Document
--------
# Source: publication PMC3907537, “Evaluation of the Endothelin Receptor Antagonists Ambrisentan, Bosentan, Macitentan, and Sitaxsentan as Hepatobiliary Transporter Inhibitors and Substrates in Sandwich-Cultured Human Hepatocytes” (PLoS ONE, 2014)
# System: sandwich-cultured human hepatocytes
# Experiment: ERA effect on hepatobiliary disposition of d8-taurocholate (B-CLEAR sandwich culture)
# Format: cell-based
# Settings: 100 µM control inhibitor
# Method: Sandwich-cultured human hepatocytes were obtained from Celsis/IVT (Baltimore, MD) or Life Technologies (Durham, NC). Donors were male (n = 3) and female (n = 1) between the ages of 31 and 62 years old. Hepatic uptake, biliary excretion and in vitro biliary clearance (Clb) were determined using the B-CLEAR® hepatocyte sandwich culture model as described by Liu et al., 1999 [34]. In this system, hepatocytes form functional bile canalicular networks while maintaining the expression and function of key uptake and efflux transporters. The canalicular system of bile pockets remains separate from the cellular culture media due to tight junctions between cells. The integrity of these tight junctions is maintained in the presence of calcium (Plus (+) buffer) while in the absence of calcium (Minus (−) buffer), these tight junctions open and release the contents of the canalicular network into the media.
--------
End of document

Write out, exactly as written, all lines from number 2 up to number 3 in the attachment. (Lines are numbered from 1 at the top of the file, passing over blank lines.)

# System: sandwich-cultured human hepatocytes
# Experiment: ERA effect on hepatobiliary disposition of d8-taurocholate (B-CLEAR sandwich culture)